Ajax is a powerful collection of languages that, when brought together, create extremely intuitive user interfaces and client-side interactions. Although this is true, there are many developers who get so excited by the hype surrounding it that they simply throw the code into their applications without measuring the benefits of using it beforehand. Not every web application has a need for Ajax, but there are many parts of an application that can be enhanced by utilizing its benefits. You will learn usability patterns that will handle feedback, server-side form validation before we even submit the form, and Ajax-enabled components that can enhance sections of our web applications without overdoing it. Ajax is also great to use if you would like to make a server-side connection and possibly a database interaction without refreshing the browser. This is what makes Ajax so powerful because it allows us to interact with the server, receive HTTP status codes, save data to a database, and determine what to present to the user without ever refreshing the page. This request/response pattern can continually persist as a desktop application does, but Ajax-enabled web applications are, well, on the Webaccessible by anyone with a connection, without any downloads or shipping costs for delivering large fancy boxes. The Web is the new desktop, and we are on the verge of a major software shift that we can actively participate in as the pioneers of on-demand information.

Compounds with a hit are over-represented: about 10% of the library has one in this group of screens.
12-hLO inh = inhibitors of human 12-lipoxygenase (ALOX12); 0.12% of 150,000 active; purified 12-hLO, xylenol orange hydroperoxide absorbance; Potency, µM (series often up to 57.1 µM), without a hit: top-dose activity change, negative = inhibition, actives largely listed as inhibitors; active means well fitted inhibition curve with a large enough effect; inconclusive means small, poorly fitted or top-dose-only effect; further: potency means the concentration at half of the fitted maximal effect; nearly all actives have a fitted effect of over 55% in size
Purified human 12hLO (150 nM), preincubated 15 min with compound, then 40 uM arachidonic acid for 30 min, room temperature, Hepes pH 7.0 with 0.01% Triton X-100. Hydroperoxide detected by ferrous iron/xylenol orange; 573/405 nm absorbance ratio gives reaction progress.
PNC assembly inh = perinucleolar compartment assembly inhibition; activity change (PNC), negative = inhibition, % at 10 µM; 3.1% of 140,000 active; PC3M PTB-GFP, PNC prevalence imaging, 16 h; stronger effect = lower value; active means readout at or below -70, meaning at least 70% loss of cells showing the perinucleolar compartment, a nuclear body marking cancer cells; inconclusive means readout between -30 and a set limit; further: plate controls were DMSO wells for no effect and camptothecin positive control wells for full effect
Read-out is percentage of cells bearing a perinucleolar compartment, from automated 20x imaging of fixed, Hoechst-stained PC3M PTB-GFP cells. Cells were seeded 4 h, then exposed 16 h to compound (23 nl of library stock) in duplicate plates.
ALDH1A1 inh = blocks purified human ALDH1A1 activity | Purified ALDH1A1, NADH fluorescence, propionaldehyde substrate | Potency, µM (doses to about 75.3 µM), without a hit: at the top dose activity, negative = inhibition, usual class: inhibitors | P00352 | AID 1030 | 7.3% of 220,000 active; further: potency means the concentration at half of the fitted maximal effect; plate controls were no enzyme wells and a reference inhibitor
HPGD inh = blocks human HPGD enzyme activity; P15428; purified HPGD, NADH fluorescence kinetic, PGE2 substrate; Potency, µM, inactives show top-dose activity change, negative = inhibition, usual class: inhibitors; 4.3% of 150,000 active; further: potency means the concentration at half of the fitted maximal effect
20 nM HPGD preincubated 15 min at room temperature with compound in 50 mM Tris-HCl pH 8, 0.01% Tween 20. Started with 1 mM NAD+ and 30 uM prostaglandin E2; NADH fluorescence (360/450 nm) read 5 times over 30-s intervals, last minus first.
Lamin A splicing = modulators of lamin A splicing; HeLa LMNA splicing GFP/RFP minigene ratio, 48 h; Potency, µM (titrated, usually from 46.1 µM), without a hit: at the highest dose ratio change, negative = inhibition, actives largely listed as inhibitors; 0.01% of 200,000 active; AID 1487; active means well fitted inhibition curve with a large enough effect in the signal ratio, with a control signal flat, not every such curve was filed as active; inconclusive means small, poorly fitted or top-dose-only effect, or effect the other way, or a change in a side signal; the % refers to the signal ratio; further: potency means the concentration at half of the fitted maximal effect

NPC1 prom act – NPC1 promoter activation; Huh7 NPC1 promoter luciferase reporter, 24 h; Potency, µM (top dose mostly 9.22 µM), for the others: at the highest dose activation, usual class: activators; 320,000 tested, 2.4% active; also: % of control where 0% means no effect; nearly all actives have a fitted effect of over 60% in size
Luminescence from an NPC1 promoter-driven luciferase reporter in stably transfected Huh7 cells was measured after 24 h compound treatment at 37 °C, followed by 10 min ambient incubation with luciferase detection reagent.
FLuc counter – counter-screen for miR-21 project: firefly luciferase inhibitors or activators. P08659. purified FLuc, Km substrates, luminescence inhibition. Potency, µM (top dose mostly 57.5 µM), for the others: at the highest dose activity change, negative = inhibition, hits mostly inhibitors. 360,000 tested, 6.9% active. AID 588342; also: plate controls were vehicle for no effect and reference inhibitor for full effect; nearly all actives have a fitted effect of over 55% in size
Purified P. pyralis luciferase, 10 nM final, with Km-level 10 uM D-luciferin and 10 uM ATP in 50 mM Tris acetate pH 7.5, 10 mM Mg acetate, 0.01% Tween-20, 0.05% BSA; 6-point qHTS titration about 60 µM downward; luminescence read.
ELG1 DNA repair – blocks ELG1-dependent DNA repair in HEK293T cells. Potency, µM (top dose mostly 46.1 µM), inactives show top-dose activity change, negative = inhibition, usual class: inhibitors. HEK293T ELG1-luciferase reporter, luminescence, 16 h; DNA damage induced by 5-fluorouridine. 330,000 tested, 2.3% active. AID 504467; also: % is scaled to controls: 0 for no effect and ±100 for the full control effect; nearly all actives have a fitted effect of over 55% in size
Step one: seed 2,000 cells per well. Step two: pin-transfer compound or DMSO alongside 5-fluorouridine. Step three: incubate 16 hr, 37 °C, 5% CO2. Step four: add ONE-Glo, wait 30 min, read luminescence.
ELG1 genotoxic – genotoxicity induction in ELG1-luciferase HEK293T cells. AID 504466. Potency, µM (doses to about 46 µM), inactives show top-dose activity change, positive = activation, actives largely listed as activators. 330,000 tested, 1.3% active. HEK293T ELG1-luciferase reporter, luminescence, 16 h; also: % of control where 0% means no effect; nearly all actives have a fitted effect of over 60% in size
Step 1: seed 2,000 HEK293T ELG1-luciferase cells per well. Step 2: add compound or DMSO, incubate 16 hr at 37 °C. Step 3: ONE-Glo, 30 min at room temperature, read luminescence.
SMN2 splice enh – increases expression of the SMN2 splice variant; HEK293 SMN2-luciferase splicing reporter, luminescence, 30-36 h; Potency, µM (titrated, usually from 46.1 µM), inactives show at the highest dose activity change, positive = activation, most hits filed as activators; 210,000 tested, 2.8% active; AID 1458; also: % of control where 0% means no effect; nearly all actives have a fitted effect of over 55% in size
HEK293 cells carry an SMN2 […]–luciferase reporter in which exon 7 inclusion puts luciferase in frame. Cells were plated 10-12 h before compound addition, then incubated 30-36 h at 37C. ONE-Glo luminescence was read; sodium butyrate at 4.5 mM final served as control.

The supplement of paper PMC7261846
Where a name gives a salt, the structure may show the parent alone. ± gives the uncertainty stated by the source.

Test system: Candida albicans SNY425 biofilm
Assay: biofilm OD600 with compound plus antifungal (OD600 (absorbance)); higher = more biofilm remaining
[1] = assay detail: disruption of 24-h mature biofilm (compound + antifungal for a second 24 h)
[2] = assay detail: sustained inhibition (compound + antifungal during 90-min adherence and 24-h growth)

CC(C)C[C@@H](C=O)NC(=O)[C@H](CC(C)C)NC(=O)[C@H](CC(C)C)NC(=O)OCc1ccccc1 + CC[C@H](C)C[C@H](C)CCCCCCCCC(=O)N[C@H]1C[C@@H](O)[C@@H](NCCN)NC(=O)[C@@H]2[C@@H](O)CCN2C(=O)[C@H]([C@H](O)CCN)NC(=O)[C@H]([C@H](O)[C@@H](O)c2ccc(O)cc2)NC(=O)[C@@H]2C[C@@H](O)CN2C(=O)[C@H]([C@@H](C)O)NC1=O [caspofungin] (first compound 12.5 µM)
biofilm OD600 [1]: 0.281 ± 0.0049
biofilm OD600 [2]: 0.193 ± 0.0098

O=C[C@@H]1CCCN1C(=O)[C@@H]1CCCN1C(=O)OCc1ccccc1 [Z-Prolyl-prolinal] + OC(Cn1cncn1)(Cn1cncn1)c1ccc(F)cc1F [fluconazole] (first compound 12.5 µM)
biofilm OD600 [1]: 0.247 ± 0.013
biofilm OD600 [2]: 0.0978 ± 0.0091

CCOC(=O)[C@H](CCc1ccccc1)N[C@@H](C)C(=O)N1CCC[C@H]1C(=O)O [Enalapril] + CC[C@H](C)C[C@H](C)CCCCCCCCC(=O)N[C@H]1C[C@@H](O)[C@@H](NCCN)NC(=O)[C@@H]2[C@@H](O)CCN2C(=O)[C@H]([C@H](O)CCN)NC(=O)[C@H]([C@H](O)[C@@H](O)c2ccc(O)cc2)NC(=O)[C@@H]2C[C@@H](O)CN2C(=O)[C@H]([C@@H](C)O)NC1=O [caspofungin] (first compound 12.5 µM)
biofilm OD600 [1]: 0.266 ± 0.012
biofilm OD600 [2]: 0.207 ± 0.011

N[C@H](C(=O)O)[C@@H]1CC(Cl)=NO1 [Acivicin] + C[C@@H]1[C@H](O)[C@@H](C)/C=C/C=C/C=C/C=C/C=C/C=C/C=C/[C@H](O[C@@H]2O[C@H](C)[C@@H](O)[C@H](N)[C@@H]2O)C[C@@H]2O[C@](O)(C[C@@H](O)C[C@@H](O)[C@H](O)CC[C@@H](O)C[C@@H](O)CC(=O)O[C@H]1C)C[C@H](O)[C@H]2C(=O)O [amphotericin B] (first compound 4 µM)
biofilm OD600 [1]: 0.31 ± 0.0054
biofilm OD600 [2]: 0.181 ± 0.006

Ajax can be a valuable connection between the interface and back-end logic, allowing the back end to be robust and powerful with a simple yet intuitive interface that provides on-demand feedback to users. It also provides ways to exchange data with server-side languages and store it in databases without disconnecting the user from the application like standard applications do when refreshing the browser window.you will have the information needed to create fully functional Ajax applications.